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William Shakespeare's A Midsummer Night's…

William Shakespeare's A Midsummer Night's Dream (alkuperäinen julkaisuvuosi 1999; vuoden 2008 painos)

– tekijä: Kevin Kline (Actor)

JäseniäKirja-arvostelujaSuosituimmuussijaKeskimääräinen arvioMaininnat
288472,341 (3.75)5
When two pairs of star-crossed lovers, a troop of inept amateur actors, a feuding pair of supernatural sprites, and a love potion gone awry all come together in an enchanted moonlit forest, the result is an unequalled mix of merriment and magic.
Teoksen nimi:William Shakespeare's A Midsummer Night's Dream
Kirjailijat:Kevin Kline (Actor)
Kokoelmat:Oma kirjasto
Arvio (tähdet):


A Midsummer Night's Dream [1999 film] (tekijä: Michael Hoffman (Director)) (1999)


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näyttää 4/4
A Midsummer Night’s Dream (1999)

Oberon – Rupert Everett
Titania – Michelle Pfeiffer
Puck – Stanley Tucci
Bottom – Kevin Kline
Lysander – Dominic West
Demetrius – Christian Bale
Hermia – Anna Friel
Helena – Calista Flockhart
Theseus – David Strathairn
Hippolyta – Sophie Marceau
Peter Quince – Roger Rees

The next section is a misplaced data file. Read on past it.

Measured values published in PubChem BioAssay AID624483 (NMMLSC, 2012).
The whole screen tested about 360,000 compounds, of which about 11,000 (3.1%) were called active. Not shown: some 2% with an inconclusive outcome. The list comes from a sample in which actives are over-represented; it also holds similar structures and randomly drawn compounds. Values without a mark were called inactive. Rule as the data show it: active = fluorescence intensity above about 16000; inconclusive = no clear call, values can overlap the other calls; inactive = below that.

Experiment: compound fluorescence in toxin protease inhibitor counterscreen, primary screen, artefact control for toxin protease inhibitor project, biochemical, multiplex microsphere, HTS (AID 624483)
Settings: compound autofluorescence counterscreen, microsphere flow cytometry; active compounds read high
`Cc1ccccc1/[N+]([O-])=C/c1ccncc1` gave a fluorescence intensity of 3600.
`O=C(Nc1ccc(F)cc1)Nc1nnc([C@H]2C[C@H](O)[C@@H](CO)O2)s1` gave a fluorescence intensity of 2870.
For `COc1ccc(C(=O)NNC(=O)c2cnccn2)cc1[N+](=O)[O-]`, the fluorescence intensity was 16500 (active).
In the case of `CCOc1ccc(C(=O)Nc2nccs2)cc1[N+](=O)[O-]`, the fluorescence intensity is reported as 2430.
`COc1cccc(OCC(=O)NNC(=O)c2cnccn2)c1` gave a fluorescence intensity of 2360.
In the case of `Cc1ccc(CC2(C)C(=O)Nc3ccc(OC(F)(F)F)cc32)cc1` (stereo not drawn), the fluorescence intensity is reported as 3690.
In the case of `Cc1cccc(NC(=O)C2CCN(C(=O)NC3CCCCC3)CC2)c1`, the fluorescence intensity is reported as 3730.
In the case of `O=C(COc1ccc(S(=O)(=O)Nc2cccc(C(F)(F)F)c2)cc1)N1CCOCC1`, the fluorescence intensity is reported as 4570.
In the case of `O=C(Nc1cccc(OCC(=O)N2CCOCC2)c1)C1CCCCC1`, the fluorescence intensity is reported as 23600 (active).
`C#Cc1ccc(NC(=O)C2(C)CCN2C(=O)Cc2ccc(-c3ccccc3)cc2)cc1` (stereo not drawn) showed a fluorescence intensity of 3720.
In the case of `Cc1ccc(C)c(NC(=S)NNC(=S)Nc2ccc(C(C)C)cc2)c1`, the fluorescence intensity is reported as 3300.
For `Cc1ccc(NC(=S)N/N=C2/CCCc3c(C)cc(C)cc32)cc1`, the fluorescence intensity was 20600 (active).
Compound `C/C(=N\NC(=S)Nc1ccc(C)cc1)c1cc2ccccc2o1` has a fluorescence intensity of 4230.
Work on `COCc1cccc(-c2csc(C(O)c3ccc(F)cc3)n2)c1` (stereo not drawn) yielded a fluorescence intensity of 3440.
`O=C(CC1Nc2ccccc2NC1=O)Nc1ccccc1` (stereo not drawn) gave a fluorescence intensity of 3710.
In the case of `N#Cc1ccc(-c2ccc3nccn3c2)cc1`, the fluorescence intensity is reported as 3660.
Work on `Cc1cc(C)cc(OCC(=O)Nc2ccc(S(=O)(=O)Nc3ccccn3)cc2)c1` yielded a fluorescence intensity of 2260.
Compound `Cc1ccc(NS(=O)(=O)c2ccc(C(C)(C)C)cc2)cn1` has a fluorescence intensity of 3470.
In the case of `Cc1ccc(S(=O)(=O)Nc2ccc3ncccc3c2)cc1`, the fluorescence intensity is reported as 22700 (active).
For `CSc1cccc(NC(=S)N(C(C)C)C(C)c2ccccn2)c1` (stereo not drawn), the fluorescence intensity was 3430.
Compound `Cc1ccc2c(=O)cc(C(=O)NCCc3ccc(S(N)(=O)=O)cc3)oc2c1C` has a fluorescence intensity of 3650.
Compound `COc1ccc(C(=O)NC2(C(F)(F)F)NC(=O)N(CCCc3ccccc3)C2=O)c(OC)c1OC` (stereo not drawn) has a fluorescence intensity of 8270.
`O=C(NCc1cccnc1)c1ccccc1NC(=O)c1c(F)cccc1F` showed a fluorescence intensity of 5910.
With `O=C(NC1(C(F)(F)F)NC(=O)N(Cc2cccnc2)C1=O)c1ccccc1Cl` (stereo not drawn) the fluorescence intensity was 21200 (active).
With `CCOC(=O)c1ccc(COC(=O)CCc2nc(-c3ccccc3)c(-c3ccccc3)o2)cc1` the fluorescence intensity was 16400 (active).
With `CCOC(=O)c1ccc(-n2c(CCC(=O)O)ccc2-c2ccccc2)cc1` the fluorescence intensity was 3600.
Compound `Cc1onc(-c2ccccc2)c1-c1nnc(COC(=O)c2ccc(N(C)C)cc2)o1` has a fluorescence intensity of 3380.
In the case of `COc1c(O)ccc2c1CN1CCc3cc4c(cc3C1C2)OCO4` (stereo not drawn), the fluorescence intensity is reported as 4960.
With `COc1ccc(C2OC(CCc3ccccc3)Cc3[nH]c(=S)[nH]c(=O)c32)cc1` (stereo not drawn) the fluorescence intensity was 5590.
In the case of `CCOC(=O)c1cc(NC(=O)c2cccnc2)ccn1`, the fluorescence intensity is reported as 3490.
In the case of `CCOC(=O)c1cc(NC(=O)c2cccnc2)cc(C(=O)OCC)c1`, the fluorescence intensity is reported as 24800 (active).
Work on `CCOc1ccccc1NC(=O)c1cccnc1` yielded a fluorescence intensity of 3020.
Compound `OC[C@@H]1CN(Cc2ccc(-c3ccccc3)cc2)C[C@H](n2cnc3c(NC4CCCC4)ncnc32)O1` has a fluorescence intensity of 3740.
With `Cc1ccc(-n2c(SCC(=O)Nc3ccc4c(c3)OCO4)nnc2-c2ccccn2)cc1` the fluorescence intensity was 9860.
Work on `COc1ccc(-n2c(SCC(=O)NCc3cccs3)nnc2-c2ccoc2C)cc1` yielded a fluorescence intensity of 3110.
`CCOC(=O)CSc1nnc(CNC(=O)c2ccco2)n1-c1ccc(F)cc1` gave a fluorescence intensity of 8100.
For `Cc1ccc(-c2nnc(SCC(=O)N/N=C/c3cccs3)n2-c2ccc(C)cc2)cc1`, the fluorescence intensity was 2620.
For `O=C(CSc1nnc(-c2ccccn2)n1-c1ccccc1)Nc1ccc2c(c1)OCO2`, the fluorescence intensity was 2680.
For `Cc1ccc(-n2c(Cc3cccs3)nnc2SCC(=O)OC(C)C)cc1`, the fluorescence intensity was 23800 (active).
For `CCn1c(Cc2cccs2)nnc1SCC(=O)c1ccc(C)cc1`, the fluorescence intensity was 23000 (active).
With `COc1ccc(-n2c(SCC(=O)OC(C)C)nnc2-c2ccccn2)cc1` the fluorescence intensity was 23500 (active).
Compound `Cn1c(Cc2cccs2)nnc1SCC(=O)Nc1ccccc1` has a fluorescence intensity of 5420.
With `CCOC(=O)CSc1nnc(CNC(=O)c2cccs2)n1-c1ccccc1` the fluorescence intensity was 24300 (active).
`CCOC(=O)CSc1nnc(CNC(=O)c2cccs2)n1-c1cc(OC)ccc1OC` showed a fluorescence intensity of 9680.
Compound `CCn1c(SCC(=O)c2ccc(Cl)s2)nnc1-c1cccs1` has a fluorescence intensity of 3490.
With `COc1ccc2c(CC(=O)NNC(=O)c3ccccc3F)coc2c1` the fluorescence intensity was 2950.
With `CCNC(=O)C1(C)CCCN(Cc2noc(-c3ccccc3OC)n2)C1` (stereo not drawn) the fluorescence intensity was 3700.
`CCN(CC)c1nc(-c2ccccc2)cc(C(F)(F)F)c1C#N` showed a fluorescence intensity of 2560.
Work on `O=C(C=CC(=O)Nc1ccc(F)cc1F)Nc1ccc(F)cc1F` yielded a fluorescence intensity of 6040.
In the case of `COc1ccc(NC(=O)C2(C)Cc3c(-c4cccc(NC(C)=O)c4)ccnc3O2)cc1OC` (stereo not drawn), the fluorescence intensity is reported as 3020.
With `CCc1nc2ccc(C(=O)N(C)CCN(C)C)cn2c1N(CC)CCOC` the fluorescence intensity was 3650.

Robin Starveling – Max Wright
Snug – Gregory Jbara
Tom Snout – Bill Irwin
Francis Flute – Sam Rockwell

Based on the play by William Shakespeare
Adapted and directed by Michael Hoffman

Colour. 116 min.


This movie is by no means as bad as you might have heard. To be sure, it is not the definitive Dream on the screen. Then again, there is no such thing. Despite its overwhelming popularity, or rather because of it, the play has proved elusive. The fact that it is all too often inflicted on children shows how little it is understood. What could a child know about love and hate, dreams and reality, mind and body?

Much like Branagh’s Much Ado, the play is updated to 19th-century Italy in a visually stunning way. Even this has drawn some criticism from pathetic puritans. Why not in Athens as Shakespeare said? Well, perhaps because the story has nothing Athenian in it, not even Theseus who bears no resemblance to Plutarch’s character. It was silly of Shakespeare to insist on historical setting in a story so timelessly unhistorical. If he wanted to make use of the idiotic idea that daughters are paternal property, he might as well have set the play in his own time.

The Italian setting enhances the drama with a very fine soundtrack and the notorious bicycles. The music is almost exclusively Italian opera; Verdi’s Brindisi, Bellini’s “Casta diva”, Donizetti’s “Una furtive lagrima”, Mascagni’s Intermezzo, all lollipops the public is a sucker for. Some of Mendelssohn’s incidental music is also used to a fine effect, most notably the Overture during the opening credits. Some people have objected to the bicycles with the same fervent indignation as missionaries in the old days objected to Polynesian dancing. But to my mind this charming locomotion device makes the flight and pursuit more effective than they would have been on foot.